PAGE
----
“Oh shit. A robot that finds anagrams in pairs of tweets. We’re doomed.” http://anagramatron.tumblr.com/
Charles Burns paid tribute to the Standard romance comic panel in his book THE HIVE. See: http://www.tcj.com/secret-loves-a-short-history-of-two-panels-in-charles-burnss-the-hive/
WHY PROFANITY IS CHANGING
JOHNNY CASH AND REBEL RECORDS
ENGLISH AS SHE IS SPOKE
11* DEVIATIONS FROM THE PREPARED TEXT: A REVIEW OF OTHER MEDIA
Difficult Men: Behind the Scenes of a Creative Revolution: From The
Sopranos and The Wire to Mad Men and Breaking Bad. By Brett Martin.
We all know about about the decade-long quality revolution which has
revitalized original programming on cable television. But we might not
ordinarily expect a chronicle about it to be quite so entertaining.
Especially if we do not happen to be familiar with programs such as
The Sopranos, The Wire, The Shield, Mad Men, and Breaking Bad. But
Martin–a veteran journalist as well as an entertainment
writer–skilfully focuses upon the personalities behind the creation
of such programs. Martin also offers up an anecdotal look into how the
shows are run. We are told about the weekly decisions regarding plot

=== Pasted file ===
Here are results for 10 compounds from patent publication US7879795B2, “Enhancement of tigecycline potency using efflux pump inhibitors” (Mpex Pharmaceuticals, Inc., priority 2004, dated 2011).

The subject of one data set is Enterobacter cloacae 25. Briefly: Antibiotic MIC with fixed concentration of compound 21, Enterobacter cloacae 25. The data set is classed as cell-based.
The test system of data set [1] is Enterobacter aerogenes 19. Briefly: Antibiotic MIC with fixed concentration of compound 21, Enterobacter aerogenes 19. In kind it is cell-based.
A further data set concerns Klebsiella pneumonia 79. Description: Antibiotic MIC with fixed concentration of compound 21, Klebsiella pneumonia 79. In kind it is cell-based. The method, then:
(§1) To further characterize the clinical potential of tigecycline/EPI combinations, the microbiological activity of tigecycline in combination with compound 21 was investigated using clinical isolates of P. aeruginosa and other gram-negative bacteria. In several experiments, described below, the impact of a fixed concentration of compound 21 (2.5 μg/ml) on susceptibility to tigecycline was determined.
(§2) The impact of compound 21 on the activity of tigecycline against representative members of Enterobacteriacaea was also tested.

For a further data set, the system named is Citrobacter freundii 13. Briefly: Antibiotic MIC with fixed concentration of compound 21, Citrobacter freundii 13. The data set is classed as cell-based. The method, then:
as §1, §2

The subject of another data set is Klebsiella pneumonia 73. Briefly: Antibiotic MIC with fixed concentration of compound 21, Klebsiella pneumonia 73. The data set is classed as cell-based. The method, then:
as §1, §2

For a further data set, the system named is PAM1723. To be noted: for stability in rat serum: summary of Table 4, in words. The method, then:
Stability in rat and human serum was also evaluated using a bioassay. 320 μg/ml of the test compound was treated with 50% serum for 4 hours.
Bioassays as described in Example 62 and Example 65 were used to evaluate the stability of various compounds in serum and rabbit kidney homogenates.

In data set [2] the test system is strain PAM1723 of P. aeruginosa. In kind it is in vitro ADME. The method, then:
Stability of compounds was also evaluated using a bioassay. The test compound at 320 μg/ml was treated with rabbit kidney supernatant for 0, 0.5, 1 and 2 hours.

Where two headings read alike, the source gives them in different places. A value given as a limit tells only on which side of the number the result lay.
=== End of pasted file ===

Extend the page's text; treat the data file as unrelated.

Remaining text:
trajectories and script changes. We also learn about the temper
tantrums of show-runners and the offbeat demands of temperamental
actors. By granting the reader an inside account of the process of
bringing these programs to fruition, Martin has performed a neat
trick. Rather than a fans-only account, he gives us instead a
compelling narrative of the competing claims of eminence among rival
cable networks such as HBO, AMC, and FX. This book is skilfully
edited; just long enough to prove insightful and informative; just
short enough to be diverting. DIFFICULT MEN is one entertainment book
which transcends its genre–as such, it is highly recommended.
CONTROVERSIES IN POPULAR CULTURE. 695.
TEMPERATURE’S RISING: GALAXIE 500
by Mike McGonigal Paperback. Verse Chorus Press.
Review by Francis DiMenno
Full disclosure: This book is based upon an online article for which I answered questions sent to me via email. Another factor which might also cloud my already fallible critical judgment: the book reproduces in full an interview I conducted with the band which was first published in The Noise #74 (June 1988).